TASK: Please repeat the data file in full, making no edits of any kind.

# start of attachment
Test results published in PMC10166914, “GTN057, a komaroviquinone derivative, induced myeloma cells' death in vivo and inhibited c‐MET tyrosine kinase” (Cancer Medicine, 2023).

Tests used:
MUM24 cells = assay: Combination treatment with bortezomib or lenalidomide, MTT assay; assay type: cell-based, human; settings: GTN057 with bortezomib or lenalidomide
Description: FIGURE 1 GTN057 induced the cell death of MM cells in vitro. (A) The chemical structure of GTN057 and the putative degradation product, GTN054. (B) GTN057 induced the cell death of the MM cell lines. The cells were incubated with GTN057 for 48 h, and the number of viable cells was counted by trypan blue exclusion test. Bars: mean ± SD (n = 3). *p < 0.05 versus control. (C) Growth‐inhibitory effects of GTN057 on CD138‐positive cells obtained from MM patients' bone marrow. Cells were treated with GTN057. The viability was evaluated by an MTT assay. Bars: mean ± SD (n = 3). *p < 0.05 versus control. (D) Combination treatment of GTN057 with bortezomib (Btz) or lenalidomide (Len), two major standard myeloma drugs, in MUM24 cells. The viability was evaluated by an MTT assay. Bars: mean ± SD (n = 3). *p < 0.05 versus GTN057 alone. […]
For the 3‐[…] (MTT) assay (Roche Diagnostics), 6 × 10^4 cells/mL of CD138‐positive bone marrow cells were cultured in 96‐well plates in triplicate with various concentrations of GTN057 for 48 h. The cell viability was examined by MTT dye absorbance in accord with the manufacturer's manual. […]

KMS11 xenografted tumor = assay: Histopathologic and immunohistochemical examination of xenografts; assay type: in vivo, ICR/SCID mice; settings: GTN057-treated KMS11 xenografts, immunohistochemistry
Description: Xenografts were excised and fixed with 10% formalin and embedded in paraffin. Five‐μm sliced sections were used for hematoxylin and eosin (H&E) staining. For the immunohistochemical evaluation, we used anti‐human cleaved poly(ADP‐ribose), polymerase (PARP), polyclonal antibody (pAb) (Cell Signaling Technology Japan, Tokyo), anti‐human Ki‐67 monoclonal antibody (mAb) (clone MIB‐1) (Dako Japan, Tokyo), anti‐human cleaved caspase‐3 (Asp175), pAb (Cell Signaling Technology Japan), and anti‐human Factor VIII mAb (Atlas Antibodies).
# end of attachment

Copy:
Test results published in PMC10166914, “GTN057, a komaroviquinone derivative, induced myeloma cells' death in vivo and inhibited c‐MET tyrosine kinase” (Cancer Medicine, 2023).

Tests used:
MUM24 cells = assay: Combination treatment with bortezomib or lenalidomide, MTT assay; assay type: cell-based, human; settings: GTN057 with bortezomib or lenalidomide
Description: FIGURE 1 GTN057 induced the cell death of MM cells in vitro. (A) The chemical structure of GTN057 and the putative degradation product, GTN054. (B) GTN057 induced the cell death of the MM cell lines. The cells were incubated with GTN057 for 48 h, and the number of viable cells was counted by trypan blue exclusion test. Bars: mean ± SD (n = 3). *p < 0.05 versus control. (C) Growth‐inhibitory effects of GTN057 on CD138‐positive cells obtained from MM patients' bone marrow. Cells were treated with GTN057. The viability was evaluated by an MTT assay. Bars: mean ± SD (n = 3). *p < 0.05 versus control. (D) Combination treatment of GTN057 with bortezomib (Btz) or lenalidomide (Len), two major standard myeloma drugs, in MUM24 cells. The viability was evaluated by an MTT assay. Bars: mean ± SD (n = 3). *p < 0.05 versus GTN057 alone. […]
For the 3‐[…] (MTT) assay (Roche Diagnostics), 6 × 10^4 cells/mL of CD138‐positive bone marrow cells were cultured in 96‐well plates in triplicate with various concentrations of GTN057 for 48 h. The cell viability was examined by MTT dye absorbance in accord with the manufacturer's manual. […]

KMS11 xenografted tumor = assay: Histopathologic and immunohistochemical examination of xenografts; assay type: in vivo, ICR/SCID mice; settings: GTN057-treated KMS11 xenografts, immunohistochemistry
Description: Xenografts were excised and fixed with 10% formalin and embedded in paraffin. Five‐μm sliced sections were used for hematoxylin and eosin (H&E) staining. For the immunohistochemical evaluation, we used anti‐human cleaved poly(ADP‐ribose), polymerase (PARP), polyclonal antibody (pAb) (Cell Signaling Technology Japan, Tokyo), anti‐human Ki‐67 monoclonal antibody (mAb) (clone MIB‐1) (Dako Japan, Tokyo), anti‐human cleaved caspase‐3 (Asp175), pAb (Cell Signaling Technology Japan), and anti‐human Factor VIII mAb (Atlas Antibodies).